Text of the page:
Video #5: When Should I Get Out Of Bed?

When you're not feeling well, whether it's an acute sickness or chronic condition, how do you know when it's time to get out of bed, part with the sweatpants, and return to the hive? What's the difference between resting, healing, and avoiding the demands and responsibilities of life? Also, how much Game of Thrones is too much? These are the questions that have been circulating in my mind over the last week and a half as I've been recovering from a surgery (I'm doing really well). I was given some fairly concrete prohibitions…continue reading →

#2: Help! I’m In Pain & What Should I Do?

What should I do if I am in pain? Here are three simple steps to reduce your pain, stress, and stop feeling like you need to police your pain and body all the time. 1. Acknowledge the pain. Take a breath, allowing what is here in this moment (including your dislike of it). 2. Notice your thoughts, especially judgmental thoughts and imperatives to "fix" the situation. 3. Connect with your desire to change. What do you really want? Try to just feel the intention without putting pressure on yourself to make it happen.…continue reading →

What Good Is Chronic Pain?

How is life with chronic pain different or the same as life without? Is it worse? Better? The first video in a 10 part series where I answer questions from viewers and students about the body, well-being, and the journey to greater health (in less than the time it takes to brush your teeth). Quote from the video: "Chronic pain is practice for being human."continue reading →
Dispatch From an Inflamed Knee

Dispatch From an Inflamed Knee

This last weekend I creaked around on an inflamed pair of knees. The act of standing had gone from a neutral activity to a distinctly painful and exhausting one. I found my shoulders migrating up towards my ears, fleeing the natural disaster below. My feet and toes were tense as well, as my brain endlessly recalculated how to stand without sending any weight through the knees. I know this is impossible, but there’s this part of my brain (a very old part, from an evolutionary perspective) that responds to pain in the most…continue reading →
How I Ended My War with Pain

How I Ended My War with Pain

Seven years ago, I developed a mysterious chronic pain in my upper body that had me unable to type, hold a piece of paper, and relegated to the cool wooden floor of my girlfriend’s apartment for hours a day. I was 26, unable to work, and learning to dial a phone with my toes. From my floor-bound perspective, I stared for hours at the ceiling fan, imagining where this health trajectory was heading. I, who could not open a tea wrapper, began to resolve myself to leave New York and be cared for…continue reading →
Unhooking Shame from Pain: A Way Out Of the Cycle

Unhooking Shame from Pain: A Way Out Of the Cycle

Pain is tough, of course, but the thoughts and feelings which pain can stir up are the real nightmare. In my own history and my private practice teaching adults with pain, feelings of shame are never far behind a chronic pain condition. In our culture, it seems easy to interpret pain or loss of function as a personal failure. We look around at gluten-loving, sedentary, slouchy coworkers and think: why don’t they have pain? I’ve tried so hard, done all my stretches and exercises, watched my food and drink, and still, my body…continue reading →
Small Mindfulness & Alexander Technique Classes in Midtown!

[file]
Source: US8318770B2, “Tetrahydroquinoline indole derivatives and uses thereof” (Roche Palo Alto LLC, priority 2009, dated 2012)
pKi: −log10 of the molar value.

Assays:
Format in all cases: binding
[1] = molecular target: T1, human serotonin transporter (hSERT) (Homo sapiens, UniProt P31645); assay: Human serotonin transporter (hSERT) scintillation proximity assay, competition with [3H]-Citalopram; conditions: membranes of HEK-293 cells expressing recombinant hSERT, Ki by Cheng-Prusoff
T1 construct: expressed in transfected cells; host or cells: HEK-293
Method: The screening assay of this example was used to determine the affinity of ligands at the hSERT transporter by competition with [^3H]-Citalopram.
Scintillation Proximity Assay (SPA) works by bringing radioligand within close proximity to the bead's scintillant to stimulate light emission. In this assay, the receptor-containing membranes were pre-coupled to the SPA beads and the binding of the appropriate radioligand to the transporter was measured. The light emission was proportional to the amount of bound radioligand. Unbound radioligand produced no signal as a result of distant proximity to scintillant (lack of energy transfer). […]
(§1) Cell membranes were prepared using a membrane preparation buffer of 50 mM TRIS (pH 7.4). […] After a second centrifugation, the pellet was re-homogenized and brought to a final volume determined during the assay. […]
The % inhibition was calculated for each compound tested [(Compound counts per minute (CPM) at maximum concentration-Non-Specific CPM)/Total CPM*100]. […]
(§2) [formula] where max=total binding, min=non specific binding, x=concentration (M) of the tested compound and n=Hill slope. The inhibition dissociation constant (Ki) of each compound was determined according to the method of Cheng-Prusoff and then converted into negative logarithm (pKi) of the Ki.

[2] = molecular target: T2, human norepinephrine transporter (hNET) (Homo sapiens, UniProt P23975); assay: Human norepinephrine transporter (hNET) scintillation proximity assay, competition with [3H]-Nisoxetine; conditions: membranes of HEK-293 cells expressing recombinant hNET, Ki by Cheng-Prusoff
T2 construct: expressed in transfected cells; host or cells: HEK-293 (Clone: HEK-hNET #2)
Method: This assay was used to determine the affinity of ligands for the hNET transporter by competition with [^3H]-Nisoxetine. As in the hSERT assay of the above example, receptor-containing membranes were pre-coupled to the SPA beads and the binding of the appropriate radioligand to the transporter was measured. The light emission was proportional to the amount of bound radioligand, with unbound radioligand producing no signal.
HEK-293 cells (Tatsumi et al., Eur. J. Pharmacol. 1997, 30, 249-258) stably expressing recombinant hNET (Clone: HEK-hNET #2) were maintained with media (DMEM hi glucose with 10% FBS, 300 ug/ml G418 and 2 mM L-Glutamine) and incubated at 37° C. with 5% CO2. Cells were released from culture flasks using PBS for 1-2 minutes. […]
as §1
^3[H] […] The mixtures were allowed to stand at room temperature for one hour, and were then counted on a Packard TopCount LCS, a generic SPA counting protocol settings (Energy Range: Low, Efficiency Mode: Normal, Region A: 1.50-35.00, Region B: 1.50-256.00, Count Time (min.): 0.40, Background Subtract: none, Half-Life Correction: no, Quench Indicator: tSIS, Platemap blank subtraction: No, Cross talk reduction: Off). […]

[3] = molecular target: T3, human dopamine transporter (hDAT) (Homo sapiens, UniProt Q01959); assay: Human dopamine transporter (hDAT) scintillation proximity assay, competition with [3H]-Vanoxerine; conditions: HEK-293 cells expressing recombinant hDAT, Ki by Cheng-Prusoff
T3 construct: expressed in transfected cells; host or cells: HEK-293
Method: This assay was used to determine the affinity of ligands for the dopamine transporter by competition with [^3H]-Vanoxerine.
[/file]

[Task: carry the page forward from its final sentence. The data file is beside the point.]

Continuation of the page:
Small Mindfulness & Alexander Technique Classes in Midtown!

I’m very excited to present a new format for group teaching which is ideal for students who would like more individual attention and hands-on, but may not be able to afford weekly individual sessions. Starting on Wednesday, April 8, I will be teaching a four week series for only three students at my new Midtown location on 55th St. and 6th Avenue. When we experience pain and stress, we often feel stuck. We might come to feel fearful and ashamed of our own pain. By learning a three-step process for dropping into the…continue reading →
The Importance of Being in Pain

The Importance of Being in Pain

Some people in severe pain can't even fold the laundry, let alone try to keep the house as perfect as you'd see in a Clorox commercial. The dream of a perfect life – unlimited upward mobility, floating in a comfortable financial hammock – all this is off the table, for now at least. The dream has been shattered, so who are you now? The advantage of being in pain, or dealing with a disability like this, is that you aren't waiting to live a more present and meaningful life. You aren't waiting until…continue reading →
What I Teach: The Power of Not Resisting

What I Teach: The Power of Not Resisting

Here's how I recently answered that question when someone asked what I do for a living, "I teach people to improve their posture, overall coordination, and relief from pain in the process of being genuine and present. Too often, we sacrifice one for the other. We tell ourselves we need to be better versions of who we are in order to lose weight or sit up straight. All these roads lead away from ourselves, our moment-to-moment lived experience. That the way to change ourselves, whether it's dealing with ingrained painful habits or a…continue reading →
Prison Wisdom: Building Strength Slowly and Safely

Prison Wisdom: Building Strength Slowly and Safely

I just returned from a Florida vacation where I lightened up my beach reading with a 300 page book on prison recreation. "Convict Conditioning: How to Bust Free of All Weakness – Using the Lost Secrets of Supreme Survival Strength" The book came recommended to me by, Malcolm Balk, an excellent Alexander teacher who coaches runners in Canada. This is not standard reading for an Alexander Technique person. In our work, we often use words like “release”, “lengthen”, and “ease.” So what’s up with this guy? For years during the worst of my…continue reading →